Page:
Date of Death:22/06/1916
Cemetery:Amara War Cemetery
James Ward was born in High Crompton in 1890, the eldest child of parents John and Mary. Both John & Mary were originally from Yorkshire, Skipton & Meltham respectively. Leonard followed in 1892(died 1893) & Harry in 1896. Then, in 1898, at the age of only 32 Mary died. James' father remarried, with Isabella Thwaite, in 1904 and the family settled on Rochdale Road in Shaw. Two half siblings for James followed, Ernest and Emily.
On August 9th 1913 James married Mary Barnes at the Oldham Register Office. Mary was from Royton and this is where they set up home. By the time of his death the family home was at 3 Dale Street in the Luzley Brook area. James & Mary had a son, Ernest who was born in 1914.
It's unclear as to how long James spent in the army. He was a pre war soldier and his service number suggests he joined up in 1911. However by the time of his marriage in 1913 he was a piecer in one of the local cotton mills. The likelihood is that he paid his way out. His brief spell of pre war soldiering would have been with the Manchester Regiment's 2nd Battalion who were stationed in Ireland during that period.
James would have been called up shortly after the outbreak of war in August 1914, he reached France on January 12th 1915 and joined the 1st Battalion Manchester Regiment. The 1st Battalion had been in India at the outbreak of war and had reached France in late September. By the time James Ward joined the unit two Royton men had already been killed serving with it, Fred McSweeney & James McGivern.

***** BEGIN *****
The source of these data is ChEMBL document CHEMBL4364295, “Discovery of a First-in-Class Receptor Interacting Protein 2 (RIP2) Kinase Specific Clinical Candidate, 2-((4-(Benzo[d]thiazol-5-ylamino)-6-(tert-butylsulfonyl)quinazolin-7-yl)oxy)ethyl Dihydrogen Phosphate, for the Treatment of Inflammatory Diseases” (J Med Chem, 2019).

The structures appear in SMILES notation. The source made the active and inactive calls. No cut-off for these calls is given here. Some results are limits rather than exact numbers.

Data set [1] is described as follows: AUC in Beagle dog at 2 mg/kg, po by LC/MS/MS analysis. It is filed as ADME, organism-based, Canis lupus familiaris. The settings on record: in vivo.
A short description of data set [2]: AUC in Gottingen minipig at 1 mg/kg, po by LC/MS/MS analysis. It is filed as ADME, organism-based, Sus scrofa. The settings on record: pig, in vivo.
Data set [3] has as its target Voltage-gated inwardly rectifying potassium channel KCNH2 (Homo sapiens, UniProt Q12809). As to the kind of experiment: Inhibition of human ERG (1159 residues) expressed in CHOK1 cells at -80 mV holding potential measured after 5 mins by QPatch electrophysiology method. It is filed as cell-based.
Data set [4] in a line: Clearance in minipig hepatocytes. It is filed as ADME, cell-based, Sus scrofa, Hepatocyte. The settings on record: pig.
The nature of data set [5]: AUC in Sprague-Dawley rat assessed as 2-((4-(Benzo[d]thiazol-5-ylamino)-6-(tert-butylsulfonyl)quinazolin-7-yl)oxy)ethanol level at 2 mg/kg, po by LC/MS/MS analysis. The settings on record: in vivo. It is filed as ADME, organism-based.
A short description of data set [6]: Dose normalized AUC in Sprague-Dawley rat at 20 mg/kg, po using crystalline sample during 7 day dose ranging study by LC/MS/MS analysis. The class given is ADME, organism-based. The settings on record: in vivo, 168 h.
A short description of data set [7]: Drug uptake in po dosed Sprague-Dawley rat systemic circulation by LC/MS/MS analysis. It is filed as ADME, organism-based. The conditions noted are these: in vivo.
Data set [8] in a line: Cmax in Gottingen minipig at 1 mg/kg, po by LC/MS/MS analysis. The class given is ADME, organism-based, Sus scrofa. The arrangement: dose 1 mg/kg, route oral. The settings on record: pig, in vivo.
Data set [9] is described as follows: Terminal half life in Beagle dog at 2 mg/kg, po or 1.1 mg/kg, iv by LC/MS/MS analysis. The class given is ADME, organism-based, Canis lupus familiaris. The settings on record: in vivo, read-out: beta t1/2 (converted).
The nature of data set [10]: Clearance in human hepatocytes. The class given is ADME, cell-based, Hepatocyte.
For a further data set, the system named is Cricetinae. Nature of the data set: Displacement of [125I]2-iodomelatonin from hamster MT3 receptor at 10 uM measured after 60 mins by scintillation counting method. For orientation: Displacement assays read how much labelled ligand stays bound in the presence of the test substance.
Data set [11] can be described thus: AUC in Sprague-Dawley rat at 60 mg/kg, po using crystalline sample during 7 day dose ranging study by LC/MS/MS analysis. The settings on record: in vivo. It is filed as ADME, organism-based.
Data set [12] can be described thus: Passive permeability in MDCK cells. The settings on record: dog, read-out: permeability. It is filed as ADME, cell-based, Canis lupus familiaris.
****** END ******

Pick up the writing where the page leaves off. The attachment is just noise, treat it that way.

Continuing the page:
On March 10th the Battle of Neuve Chapelle began, the 1st Manchesters were not part of the initial wave and marched to the south east of Neuve Chapelle that day. The following morning they were due to attack but this was cancelled, nevertheless they were close enough to the enemy to come under machine gun fire and take casualties. At 1pm on the 12th the 1st Manchesters moved forward after a half hour artillery bombardment. The leading two companies immediately came under intense fire and men were falling fast. By 1:30 these two companies had reached front line trenches occupied by Gurkhas, they were followed by the remainding two companies who suffered heavy casualties from machine gun fire before they could reach the comparative safety of the trenches. The men were supposed to press on and attack the German positions but it was decided against by General Willcocks. The battalion were withdrawn from the line between 03:15 & 04:30 on the morning of the 13th but unfortunately the dying didn't finish there. Bertram Lees is listed as being killed on March 14th along with sixteen other men of the battalion.
On March 28th the battalion was visited by General Sir James Willcocks:
"First Manchesters! Once again how gloriously you have fought in front of the enemy! The Battle of Neuve Chapelle was a hard one, but bravely you faced it. I have been requested by the Commander-in-Chief to visit you personally and thank you for your gallant work. You are a credit to the country to which you belong;and you have gallantly maintainted the splendid traditions of your Regiment. How proud and pleasead I am to have such a splendid Regiment under my command, and every man here should be proud to belong to it"